One inmate and five employees in California’s massive prison system have tested positive for coronavirus, leading to increased pressure Monday on corrections officials to begin releasing some of the state’s 123,000 convicts early. It’s among topics being discussed by a pandemic task force appointed by a federal judge to consider recommendations. U.S. District Judge Kimberly Mueller of Sacramento wants answers by Friday. But earlier releases would bring their own complications as the most populous state struggles to contain an outbreak that has killed 35 residents and brought more than 2,000 cases. So far, corrections officials aren’t taking that step. Attorney Michael Bien, who represents inmates in some of the largest lawsuits affecting the prison system, generally praised officials’ efforts to contain the virus. But one step is lacking, said Bien and other advocates: creating enough space for inmates to socially distance themselves like the rest of the state’s population, and enough to isolate or quarantine inmates who show symptoms or test positive for the virus, which is generally spread by sneezing or coughing. “We need to make them a safe place to live and work,…

L.A. Mayor Garcetti to hold daily briefing on city’s coronavirus response

Los Angeles Mayor Eric Garcetti is expected to hold his daily briefing at 5:15 p.m. Monday on the city’s response to the coronavirus to announce additional steps in the city’s fight to contain its spread. Similar to those of last week, the press conference will be held remotely with media dialing in by phone to heed social distancing rules. The briefing comes after the city announced earlier Monday that it had established an online portal where high-risk residents could sign up to get tested for COVID-19. The testing was set to take place at four sites across the city Monday from 12 p.m. to 5 p.m, according to Andrea Garcia from Mayor Eric Garcetti’s office. U.S. Navy hospital ship Mercy was on its way to the port of Los Angeles from San Diego on Monday afternoon, after President Donald Trump announced Sunday that the ship would house 1,000 hospital beds making it the largest hospital in the city. There were 538 confirmed coronavirus cases and eight deaths in L.A. County as of Monday, with 2,133 confirmed cases and 40 deaths in California. Check back for…

UC Irvine in clinical trial to test antiviral treatment for COVID-19

The UC Irvine Medical Center announced Monday that it is participating in a clinical trial to test whether the antiviral drug remdesivir can be used to treat COVID-19, the disease caused by the novel coronavirus. The Irvine hospital is among 19 across the globe enrolled in the National Institutes of Health-sponsored trial, which is one of at least five trials on the drug being funded by the government agency. Dr. Alpesh Amin, executive director of UCI’s Hospitalist Program, said the medication is part of a family of nucleotide analogues and it “attacks the genetic code of the virus.” “It kind of seeks it out and destroys it,” Amin said. Amin, an infectious disease specialist, said he’s optimistic it could work, “but until we collect data and study the data, we won’t know.” There was some early evidence it was effective when previously used against MERS and SARS, other members of the coronavirus family, Amin said. The drug was originally designed to combat ebola in Africa. Remdesivir’s maker, Gilead, has suspended access to the drug, saying it was “never intended for use in response to a…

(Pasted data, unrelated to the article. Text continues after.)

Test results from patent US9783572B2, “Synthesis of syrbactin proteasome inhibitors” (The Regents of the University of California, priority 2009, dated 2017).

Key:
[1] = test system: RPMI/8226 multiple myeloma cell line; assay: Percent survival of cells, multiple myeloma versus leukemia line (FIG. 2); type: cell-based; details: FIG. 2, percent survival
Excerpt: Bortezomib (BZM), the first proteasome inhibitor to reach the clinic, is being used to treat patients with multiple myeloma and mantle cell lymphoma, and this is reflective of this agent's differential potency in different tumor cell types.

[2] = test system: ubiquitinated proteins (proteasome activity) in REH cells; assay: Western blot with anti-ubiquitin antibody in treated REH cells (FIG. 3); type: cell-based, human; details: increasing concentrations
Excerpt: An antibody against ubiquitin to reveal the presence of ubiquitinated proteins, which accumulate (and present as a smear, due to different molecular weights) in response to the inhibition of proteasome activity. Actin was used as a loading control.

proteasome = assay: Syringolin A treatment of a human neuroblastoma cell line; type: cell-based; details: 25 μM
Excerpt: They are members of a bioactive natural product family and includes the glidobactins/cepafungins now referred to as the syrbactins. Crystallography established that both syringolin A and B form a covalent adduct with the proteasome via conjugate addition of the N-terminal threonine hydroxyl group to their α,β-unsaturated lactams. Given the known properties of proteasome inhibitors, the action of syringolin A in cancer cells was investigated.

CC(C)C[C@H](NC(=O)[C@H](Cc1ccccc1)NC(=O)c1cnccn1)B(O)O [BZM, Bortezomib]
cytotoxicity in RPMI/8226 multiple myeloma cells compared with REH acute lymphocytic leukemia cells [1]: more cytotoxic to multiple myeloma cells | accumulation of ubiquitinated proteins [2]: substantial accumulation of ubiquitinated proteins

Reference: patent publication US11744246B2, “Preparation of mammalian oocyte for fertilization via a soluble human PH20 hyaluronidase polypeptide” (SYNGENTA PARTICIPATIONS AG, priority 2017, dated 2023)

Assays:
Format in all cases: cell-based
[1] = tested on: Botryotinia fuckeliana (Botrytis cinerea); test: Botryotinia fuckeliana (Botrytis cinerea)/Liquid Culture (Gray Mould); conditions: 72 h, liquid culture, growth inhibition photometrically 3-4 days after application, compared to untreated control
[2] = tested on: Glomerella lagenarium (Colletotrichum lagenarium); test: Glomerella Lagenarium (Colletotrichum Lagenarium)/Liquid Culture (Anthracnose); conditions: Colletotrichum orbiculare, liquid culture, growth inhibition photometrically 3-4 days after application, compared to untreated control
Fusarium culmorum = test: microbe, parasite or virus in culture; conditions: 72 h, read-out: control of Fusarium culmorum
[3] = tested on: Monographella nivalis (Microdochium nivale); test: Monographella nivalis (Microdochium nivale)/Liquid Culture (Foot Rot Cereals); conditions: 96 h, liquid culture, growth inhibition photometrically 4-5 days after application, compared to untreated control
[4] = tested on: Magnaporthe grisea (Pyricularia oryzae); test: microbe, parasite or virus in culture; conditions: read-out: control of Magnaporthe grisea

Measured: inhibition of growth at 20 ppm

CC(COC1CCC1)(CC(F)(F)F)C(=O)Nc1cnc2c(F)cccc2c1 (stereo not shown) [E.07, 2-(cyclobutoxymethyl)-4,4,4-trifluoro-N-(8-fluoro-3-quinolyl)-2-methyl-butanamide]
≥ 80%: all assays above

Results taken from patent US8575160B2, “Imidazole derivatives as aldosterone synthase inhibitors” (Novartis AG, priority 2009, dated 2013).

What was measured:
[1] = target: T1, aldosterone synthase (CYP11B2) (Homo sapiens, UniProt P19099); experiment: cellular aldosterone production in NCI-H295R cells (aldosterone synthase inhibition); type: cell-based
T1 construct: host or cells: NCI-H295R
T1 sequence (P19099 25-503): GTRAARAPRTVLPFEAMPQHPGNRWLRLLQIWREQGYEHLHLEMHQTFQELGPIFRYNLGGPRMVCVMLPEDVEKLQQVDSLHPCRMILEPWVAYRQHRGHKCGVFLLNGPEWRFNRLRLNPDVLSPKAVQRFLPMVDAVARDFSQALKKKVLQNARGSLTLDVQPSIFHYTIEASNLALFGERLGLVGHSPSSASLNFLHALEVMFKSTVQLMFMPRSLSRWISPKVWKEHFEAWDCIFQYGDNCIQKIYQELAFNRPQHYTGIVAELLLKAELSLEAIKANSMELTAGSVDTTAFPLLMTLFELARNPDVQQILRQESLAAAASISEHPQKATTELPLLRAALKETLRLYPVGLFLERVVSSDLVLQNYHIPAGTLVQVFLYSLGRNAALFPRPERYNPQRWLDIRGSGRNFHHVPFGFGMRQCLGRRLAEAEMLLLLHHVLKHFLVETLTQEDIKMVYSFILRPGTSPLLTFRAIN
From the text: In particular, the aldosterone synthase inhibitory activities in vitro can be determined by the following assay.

L.A. County secures 20,000 new coronavirus tests as 2 coronavirus deaths, 128 new cases reported

Another two coronavirus-related deaths and 128 new cases were reported Monday in Los Angeles County as officials announced thousands of new coronavirus testing kits were secured for first responders and healthcare workers. One of the people who died was a Glendale resident older than 65 years old who had underlying health conditions. The other person was between 30 to 50 years old, according to L.A. County Department of Public Health. L.A. County has had 536 confirmed COVID-19 cases and seven deaths. The cases include 17 in Long Beach and three in Pasadena, which both have their own health agencies, the health department’s director Dr. Barbara Ferrer said. Ninety COVID-19 patients have been hospitalized across the county. Ferrer said 80% of the patients who have tested positive are between 18 and 65 years old, with the majority being under 45 years old. As of Sunday, 4,700 people were tested for the coronavirus in L.A. County and 10% of them tested positive, according to Ferrer. Officials announced that the county is getting 20,000 new test kits from a South Korean company, Seegene Technologies, for $1.25 million. The…

Coronavirus: 13,000 stranded Americans struggle to get home

By Nicole Gaouette and Jennifer Hansler | CNN As the State Department arranges flights to bring back Americans stuck abroad by border closures and flight cancellations due to the coronavirus pandemic, many of those citizens and their families tell CNN they are still struggling to get clear answers from the agency tasked with protecting their health and well-being overseas. State Department officials told reporters Monday that they are organizing 16 flights in the next few days, deploying an emergency fund to charter flights and discussing the use of Defense Department and Department of Homeland Security planes to transport stranded Americans, some 13,500 of whom have reached out for help getting home and are now being tracked by the department. “No option is foreclosed out,” a senior State Department official said. The officials spoke a day after President Donald Trump said the government is “working very hard, long,” to help Americans overseas. Vice President Mike Pence added that, “We’ve been working very diligently through the State Department to make it possible. Their commercial flights have been chartered and we’re also working with the military for a…